Securing Johns Hopkins Hospital

October 08, 1992

An overhaul and expansion of the Johns Hopkins Hospital security force will be regarded with relief by the thousands of people who work at and visit that sprawling East Baltimore institution every day. A world class hospital deserves a first-class security force, and the step-up in security is long overdue. A number of brazen attacks have occurred this year. A medical student was raped, a physician kidnapped, a professor robbed at knife-point in her office.

Located at the corner of Wolfe and Monument streets, the hospital is on the fringes of a neighborhood that has grown steadily poorer over the years. Hopkins' role in the community has been controversial. While the hospital has encouraged housing rehabilitation south of its complex, it controls derelict properties that add to the blight of the area north of the hospital. Boarded-up houses, junkies and drug traffickers are much in evidence. Amid all that misery, employees and visitors and their cars become tempting targets.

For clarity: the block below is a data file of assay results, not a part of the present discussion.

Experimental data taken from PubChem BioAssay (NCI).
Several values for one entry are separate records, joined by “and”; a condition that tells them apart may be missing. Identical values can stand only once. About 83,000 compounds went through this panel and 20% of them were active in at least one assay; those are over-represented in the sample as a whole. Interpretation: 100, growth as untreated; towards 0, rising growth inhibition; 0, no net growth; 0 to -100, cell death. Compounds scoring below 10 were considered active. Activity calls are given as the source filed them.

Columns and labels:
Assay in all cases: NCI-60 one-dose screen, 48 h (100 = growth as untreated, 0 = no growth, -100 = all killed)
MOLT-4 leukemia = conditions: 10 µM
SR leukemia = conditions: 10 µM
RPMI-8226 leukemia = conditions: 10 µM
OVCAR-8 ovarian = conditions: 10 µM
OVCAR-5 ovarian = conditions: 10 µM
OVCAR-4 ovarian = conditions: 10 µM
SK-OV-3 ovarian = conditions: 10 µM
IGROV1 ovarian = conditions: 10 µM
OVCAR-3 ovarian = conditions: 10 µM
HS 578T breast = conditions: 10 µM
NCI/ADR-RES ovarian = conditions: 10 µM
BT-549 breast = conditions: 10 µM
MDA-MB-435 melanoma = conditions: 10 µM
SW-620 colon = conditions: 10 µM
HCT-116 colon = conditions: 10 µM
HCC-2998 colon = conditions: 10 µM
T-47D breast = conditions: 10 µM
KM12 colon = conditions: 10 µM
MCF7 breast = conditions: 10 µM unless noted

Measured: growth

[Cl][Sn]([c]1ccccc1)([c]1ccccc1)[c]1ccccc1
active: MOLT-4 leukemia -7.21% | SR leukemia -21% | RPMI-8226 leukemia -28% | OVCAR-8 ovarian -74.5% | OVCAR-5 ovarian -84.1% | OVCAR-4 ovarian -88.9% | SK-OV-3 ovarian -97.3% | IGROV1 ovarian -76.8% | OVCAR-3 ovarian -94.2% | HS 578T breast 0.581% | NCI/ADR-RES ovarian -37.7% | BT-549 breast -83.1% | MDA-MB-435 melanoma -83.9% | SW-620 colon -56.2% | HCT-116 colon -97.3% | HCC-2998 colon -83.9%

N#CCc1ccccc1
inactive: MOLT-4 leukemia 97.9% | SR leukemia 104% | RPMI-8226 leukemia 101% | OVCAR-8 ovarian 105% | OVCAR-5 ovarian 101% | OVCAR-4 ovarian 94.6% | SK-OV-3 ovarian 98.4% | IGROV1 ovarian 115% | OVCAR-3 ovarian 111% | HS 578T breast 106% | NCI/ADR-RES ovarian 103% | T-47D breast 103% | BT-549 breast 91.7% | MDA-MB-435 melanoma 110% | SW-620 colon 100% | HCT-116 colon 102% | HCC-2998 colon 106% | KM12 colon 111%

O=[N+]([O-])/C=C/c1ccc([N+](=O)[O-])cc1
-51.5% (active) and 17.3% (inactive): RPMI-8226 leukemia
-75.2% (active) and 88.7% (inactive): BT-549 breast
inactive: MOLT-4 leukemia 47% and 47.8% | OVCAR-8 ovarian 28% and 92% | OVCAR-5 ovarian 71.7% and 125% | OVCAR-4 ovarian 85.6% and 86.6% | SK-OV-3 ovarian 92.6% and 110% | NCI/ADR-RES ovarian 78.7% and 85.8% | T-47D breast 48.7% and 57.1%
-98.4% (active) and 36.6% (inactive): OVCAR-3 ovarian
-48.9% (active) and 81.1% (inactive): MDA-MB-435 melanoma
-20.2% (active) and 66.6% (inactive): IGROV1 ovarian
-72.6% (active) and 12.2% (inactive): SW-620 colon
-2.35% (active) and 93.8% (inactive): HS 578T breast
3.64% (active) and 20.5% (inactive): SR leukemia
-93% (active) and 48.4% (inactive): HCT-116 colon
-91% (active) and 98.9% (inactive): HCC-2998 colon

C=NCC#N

Putting aside for now the question of what Hopkins can do about its neighborhood, it has always puzzled us why security inside the hospital is so lax. The check-in point at the Wolfe Street entrance is either so crowded or staff so lackadaisical that anyone with a modicum of self-confidence can walk past without being stopped. Visitors bothering to sign in can retain their passes indefinitely. For all practical purposes, hospital security personnel have no idea how many outsiders they have in the building, whether those people have any business to be there in the first place and whether they ever leave the building.

These are serious shortcomings, but partial solutions do not have to be that expensive. Regular out-patients already are issued plastic cards for billing verification. Why not integrate those into the check-in process at the hospital entrance?

Under plans now being implemented, the hospital expects to hire a new vice president to coordinate all security issues. The guard force will be overhauled and a new complement of trained personnel hired. Hopkins also plans to increase the number of off-duty police officers who will provide high-profile patrols around the hospital. Security and lighting in parking garages are to be enhanced.

Security is a constant concern for employees and visitors. This could be seen at the hospital this week when McGruff, the crime dog, was handing out key chains with whistles during an anti-crime drill. People went into a frenzy trying to grab one.

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